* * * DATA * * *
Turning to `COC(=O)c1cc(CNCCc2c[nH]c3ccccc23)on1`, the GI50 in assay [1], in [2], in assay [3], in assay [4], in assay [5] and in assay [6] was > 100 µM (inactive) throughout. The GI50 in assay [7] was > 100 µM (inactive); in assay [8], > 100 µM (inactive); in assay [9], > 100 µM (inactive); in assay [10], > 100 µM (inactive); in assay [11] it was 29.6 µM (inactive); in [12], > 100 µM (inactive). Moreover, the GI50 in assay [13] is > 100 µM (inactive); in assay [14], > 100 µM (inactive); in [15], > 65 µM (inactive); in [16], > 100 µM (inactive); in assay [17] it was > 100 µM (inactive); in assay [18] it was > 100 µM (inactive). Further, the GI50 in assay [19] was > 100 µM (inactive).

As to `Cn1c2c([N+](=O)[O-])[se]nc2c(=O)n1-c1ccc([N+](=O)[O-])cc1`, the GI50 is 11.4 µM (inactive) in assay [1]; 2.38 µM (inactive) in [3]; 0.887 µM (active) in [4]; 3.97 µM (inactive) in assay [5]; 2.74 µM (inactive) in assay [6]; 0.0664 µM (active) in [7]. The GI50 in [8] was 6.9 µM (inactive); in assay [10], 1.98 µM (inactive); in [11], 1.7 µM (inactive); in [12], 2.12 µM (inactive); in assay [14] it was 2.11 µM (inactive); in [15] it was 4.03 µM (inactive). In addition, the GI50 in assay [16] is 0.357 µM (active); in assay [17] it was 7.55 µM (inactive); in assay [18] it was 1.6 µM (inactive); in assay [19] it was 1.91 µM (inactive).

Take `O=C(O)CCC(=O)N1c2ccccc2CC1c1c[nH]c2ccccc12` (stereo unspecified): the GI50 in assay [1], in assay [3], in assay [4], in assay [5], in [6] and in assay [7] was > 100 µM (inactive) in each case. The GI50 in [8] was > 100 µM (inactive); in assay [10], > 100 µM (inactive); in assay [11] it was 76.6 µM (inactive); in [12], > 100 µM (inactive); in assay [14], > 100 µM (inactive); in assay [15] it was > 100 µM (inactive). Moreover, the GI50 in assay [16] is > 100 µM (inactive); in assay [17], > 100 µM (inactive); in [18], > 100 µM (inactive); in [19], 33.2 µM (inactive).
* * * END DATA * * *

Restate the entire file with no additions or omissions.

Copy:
Turning to `COC(=O)c1cc(CNCCc2c[nH]c3ccccc23)on1`, the GI50 in assay [1], in [2], in assay [3], in assay [4], in assay [5] and in assay [6] was > 100 µM (inactive) throughout. The GI50 in assay [7] was > 100 µM (inactive); in assay [8], > 100 µM (inactive); in assay [9], > 100 µM (inactive); in assay [10], > 100 µM (inactive); in assay [11] it was 29.6 µM (inactive); in [12], > 100 µM (inactive). Moreover, the GI50 in assay [13] is > 100 µM (inactive); in assay [14], > 100 µM (inactive); in [15], > 65 µM (inactive); in [16], > 100 µM (inactive); in assay [17] it was > 100 µM (inactive); in assay [18] it was > 100 µM (inactive). Further, the GI50 in assay [19] was > 100 µM (inactive).

As to `Cn1c2c([N+](=O)[O-])[se]nc2c(=O)n1-c1ccc([N+](=O)[O-])cc1`, the GI50 is 11.4 µM (inactive) in assay [1]; 2.38 µM (inactive) in [3]; 0.887 µM (active) in [4]; 3.97 µM (inactive) in assay [5]; 2.74 µM (inactive) in assay [6]; 0.0664 µM (active) in [7]. The GI50 in [8] was 6.9 µM (inactive); in assay [10], 1.98 µM (inactive); in [11], 1.7 µM (inactive); in [12], 2.12 µM (inactive); in assay [14] it was 2.11 µM (inactive); in [15] it was 4.03 µM (inactive). In addition, the GI50 in assay [16] is 0.357 µM (active); in assay [17] it was 7.55 µM (inactive); in assay [18] it was 1.6 µM (inactive); in assay [19] it was 1.91 µM (inactive).

Take `O=C(O)CCC(=O)N1c2ccccc2CC1c1c[nH]c2ccccc12` (stereo unspecified): the GI50 in assay [1], in assay [3], in assay [4], in assay [5], in [6] and in assay [7] was > 100 µM (inactive) in each case. The GI50 in [8] was > 100 µM (inactive); in assay [10], > 100 µM (inactive); in assay [11] it was 76.6 µM (inactive); in [12], > 100 µM (inactive); in assay [14], > 100 µM (inactive); in assay [15] it was > 100 µM (inactive). Moreover, the GI50 in assay [16] is > 100 µM (inactive); in assay [17], > 100 µM (inactive); in [18], > 100 µM (inactive); in [19], 33.2 µM (inactive).